John Coltrane (1926–1967)
- In October, 1960 John Coltrane records material for three albums. The first one released, "My Favorite Things," features his recording debut on the soprano saxophone. "My Favorite Things," a highly modal piece, becomes a jazz favorite. Coltrane's quartet on this date includes McCoy Tyner (p), Steve Davis (b), and Elvin Jones (d). Two other albums recorded by Coltrane during these marathon October sessions were "Coltrane's Sound" and "Coltrane Plays The Blues."
- Coltrane's "The Avant-Garde," dabbles in free jazz, released during 1960. Coltrane becomes interested in and influenced by Ornette Coleman and records Coleman's "The Invisible."
- May, 1961, John Coltrane records his last Atlantic record: "Ole," with Eric Dolphy (1935–1967), who joined Coltrane's band in 1961 performing as "George Lane."
- Coltrane records "Impressions" and "Live at the Village Vanguard" (Impulse!) (1961). The musicians on "Impressions," released in November, include Eric Dolphy (bcl), McCoy Tyner (p), Reggie Workman and Jimmy Garrison (b) and Elvin Jones (d). The album's title tune is modal, but "India," approaches free jazz.
- During May and June, 1961, John Coltrane records "Africa/Brass" (Impulse!) with McCoy Tyner (p), Reggie Workman (b) and Elvin Jones (d).
- John Coltrane records "Coltrane" (Impulse!) in April and June 1962 with McCoy Tyner (p), Jimmy Garrison (b) and Elvin Jones (d). Coltrane's classic quartet records "Ballads" (1962). Also in 1962 he records a number of live albums, including "Live At Birdland"(Charly) and "Bye Bye Blackbird" (OJC).
- John Coltrane – "A Love Supreme" (Impulse!) [Recorded 1964 & released in 1965] with John Coltrane (ts, v), McCoy Tyner (p), Jimmy Garrison (b), and Elvin Jones (d).
- In 1965, John Coltrane produces "Ascension," "Om," and "Kulu Sé Mama." These three large-group recordings feature high-energy collective free improvisaton. (later reissued as "The Major Works Of John Coltrane on Impulse!"). John Coltrane records "Sun Ship" in August, 1965 the final work by his classic quartet with McCoy Tyner (p), Jimmy Garrison (b), and Elvin Jones (d).
- "Meditations" (recorded in November 1965) expands his working quartet to a sextet with Pharoah Sanders (ts) and drummer Rashied Ali joining Elvin Jones.
- Right before his death of liver cancer in 1967, Coltrane records "Stellar Regions," "Expression," and "Interstellar Space" and the live album "The Olatunji Concert."
Ornette Coleman (1930–2015)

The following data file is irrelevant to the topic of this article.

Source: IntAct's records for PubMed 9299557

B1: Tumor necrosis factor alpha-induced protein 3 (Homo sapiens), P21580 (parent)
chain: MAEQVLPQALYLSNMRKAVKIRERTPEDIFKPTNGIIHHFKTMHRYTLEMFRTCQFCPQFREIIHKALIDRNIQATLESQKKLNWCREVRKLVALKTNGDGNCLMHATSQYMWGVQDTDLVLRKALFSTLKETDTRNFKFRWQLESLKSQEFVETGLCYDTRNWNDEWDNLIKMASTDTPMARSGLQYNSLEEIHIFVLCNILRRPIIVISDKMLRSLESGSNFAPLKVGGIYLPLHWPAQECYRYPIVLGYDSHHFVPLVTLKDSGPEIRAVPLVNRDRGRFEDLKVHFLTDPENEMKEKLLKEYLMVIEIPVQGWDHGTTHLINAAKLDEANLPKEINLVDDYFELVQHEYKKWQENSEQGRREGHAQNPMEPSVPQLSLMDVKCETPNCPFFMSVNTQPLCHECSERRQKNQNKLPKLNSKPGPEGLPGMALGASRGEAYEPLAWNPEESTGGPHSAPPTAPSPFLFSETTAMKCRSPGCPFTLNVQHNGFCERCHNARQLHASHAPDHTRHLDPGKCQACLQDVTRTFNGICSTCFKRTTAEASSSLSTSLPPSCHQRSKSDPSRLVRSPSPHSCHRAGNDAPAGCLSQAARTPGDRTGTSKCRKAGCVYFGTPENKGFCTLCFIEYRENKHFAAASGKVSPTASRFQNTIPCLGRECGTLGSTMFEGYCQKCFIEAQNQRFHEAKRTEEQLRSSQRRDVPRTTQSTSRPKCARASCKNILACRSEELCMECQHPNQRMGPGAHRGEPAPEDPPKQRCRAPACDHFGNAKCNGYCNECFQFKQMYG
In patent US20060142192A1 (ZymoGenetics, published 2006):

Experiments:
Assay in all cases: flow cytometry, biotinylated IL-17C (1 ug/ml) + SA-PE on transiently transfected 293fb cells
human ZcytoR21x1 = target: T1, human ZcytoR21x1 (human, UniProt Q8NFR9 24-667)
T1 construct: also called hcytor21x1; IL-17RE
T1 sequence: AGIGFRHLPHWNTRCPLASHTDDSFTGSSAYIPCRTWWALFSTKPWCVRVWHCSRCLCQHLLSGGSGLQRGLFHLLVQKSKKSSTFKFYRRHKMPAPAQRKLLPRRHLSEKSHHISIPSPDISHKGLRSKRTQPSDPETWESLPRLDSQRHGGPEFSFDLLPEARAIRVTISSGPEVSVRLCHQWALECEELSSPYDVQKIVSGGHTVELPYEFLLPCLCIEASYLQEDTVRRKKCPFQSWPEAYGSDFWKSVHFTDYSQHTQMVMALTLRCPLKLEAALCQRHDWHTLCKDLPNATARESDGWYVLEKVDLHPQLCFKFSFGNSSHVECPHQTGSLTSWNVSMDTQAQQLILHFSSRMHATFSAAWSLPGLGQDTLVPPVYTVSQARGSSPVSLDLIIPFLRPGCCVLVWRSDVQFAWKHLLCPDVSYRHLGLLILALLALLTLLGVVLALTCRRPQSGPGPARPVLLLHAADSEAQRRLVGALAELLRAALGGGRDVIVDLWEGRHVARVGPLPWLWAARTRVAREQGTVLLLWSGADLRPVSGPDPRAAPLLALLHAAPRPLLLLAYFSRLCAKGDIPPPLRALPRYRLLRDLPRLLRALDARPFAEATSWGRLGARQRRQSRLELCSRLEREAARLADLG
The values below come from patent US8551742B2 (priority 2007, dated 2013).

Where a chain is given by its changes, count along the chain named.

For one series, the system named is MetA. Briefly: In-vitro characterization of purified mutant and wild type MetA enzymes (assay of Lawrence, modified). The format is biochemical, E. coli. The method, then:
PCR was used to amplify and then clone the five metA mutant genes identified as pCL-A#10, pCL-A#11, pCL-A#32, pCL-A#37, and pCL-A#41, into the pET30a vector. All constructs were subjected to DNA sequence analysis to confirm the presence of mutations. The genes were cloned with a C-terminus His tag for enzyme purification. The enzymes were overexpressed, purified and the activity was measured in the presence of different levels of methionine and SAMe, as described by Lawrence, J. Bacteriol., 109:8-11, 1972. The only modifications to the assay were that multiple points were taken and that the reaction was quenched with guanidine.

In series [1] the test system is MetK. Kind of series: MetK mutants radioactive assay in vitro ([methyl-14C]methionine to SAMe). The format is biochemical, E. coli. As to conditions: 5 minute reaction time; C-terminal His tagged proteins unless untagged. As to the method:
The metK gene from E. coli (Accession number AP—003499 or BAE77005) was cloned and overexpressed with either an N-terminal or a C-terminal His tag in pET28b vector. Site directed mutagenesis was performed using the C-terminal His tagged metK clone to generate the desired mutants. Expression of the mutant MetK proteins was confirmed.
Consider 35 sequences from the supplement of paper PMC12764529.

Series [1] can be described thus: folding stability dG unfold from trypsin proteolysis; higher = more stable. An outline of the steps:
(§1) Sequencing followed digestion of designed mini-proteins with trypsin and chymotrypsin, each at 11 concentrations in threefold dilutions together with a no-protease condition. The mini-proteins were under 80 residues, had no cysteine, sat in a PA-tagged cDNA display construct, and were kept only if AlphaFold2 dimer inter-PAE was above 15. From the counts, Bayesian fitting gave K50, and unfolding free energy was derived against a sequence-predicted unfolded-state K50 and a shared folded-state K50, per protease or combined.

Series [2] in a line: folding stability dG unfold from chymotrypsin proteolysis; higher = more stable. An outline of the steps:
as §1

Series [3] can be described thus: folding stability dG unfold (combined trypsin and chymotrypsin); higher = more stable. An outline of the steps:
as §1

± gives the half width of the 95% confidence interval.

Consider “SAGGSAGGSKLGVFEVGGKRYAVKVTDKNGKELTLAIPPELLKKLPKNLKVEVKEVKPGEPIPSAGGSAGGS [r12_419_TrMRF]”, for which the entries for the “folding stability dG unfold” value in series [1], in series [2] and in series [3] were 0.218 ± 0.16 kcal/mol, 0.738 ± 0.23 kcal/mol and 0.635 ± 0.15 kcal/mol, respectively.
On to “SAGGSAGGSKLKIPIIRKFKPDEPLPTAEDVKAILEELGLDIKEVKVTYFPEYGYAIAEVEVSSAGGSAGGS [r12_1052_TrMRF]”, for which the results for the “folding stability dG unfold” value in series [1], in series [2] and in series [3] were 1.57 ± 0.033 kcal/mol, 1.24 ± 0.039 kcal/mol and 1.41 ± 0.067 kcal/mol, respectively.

Ornette Coleman (1930–2015)
- "Something Else!!!!" (1958)
- "Tomorrow Is the Question!" (1959)
- "The Shape of Jazz to Come" (1959) Ornette Coleman finishes "The Shape Of Jazz To Come" in July 1960 after starting it in October of 1959. The album features Ornette (as), Don Cherry (pocket tr), Charlie Haden (b), and Billy Higgins (d) on Atlantic Records.
- "Change of the Century" (1960)
- "This Is Our Music" (1961) Ornette Coleman, "This is Our Music," (Atlantic Records) [Rec. August 1960 & released in 1961 with Ornette Coleman (as), Don Cherry (pocket trumpet), Charlie Haden (b), and Ed Blackwell (d).
- "Free Jazz: A collective Improvisation" (1961) with Ornette (as), Don Cherry (pocket tr), Freddie Hubbard (tr), Eric Dolphy (bcl), Charlie Haden and Scott LaFaro (b) and Ed Blackwell and Billy Higgins (d). One of the most important albums in free jazz.
- "Ornette!" (1962)
- "Ornette on Tenor" (1962)
- "Chappaqua Suite" (1965)
- "Town Hall" (Recorded 1962 & released 1965)
- "The Empty Foxhole" (1966)
- "At the "Golden Circle" Vol. 1 & 2" (recorded 1965 & released 1966) with his new trio of bassist David Izenzon (1932–1979) and drummer Charles Moffett (1929–1997) on Blue Note Records.
- "New York Is Now!" (1968)
- "Love Call" (1968)
- "Ornette at 12" (recorded 1968 & released 1969)
- "Crisis" (1969)
Charles Mingus in a 1960 interview comments regarding Ornette Coleman. “Now aside from the fact that I doubt he can even play a C scale . . . in tune, the fact remains that his notes and lines are so fresh. So when Symphony Sid (1909–1984) played his record, it made everything else he played, sound terrible. I'm not saying everybody's going to have to play like Coleman. But they're going to have to stop playing Bird. ” ("Another View of Coleman," Downbeat 27:11 (May 26, 1960): 21)
Superstars of jazz in 1960s America
NOTE: If a recording has two dates separated by a forward slash ("/"), then the first date is when it was recorded and the second date is its release. See the chart for musical instruments abbreviations.
Vibraphonist Bobby Hutcherson (1941– 2016) and saxophonist/flutist Harold Land (1928–2001) play together on "Total Eclipse" (Blue Note) (1968/1969) with Chick Corea (1941–2021) on piano, Reggie Johnson (1940–2020) on bass and Joe Chambers (b. 1942) on drums.
Pianist Bill Evans (1929–1980) records "Sunday at the Village Vanguard" (1961) and "Waltz for Debby" (1961/1962) with bassist Scott LaFaro (1936–1961) and drummer Paul Motian (1931–2011). The band establishes themselves as an outstanding example of a modern jazz trio.